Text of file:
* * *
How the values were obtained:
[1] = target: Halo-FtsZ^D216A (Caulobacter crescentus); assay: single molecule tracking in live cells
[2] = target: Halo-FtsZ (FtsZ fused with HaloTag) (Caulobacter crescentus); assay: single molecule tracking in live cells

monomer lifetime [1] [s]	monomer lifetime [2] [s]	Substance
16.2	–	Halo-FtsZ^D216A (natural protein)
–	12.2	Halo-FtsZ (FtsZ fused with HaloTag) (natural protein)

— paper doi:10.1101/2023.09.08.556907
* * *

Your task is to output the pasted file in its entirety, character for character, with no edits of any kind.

How the values were obtained:
[1] = target: Halo-FtsZ^D216A (Caulobacter crescentus); assay: single molecule tracking in live cells
[2] = target: Halo-FtsZ (FtsZ fused with HaloTag) (Caulobacter crescentus); assay: single molecule tracking in live cells

monomer lifetime [1] [s]	monomer lifetime [2] [s]	Substance
16.2	–	Halo-FtsZ^D216A (natural protein)
–	12.2	Halo-FtsZ (FtsZ fused with HaloTag) (natural protein)

— paper doi:10.1101/2023.09.08.556907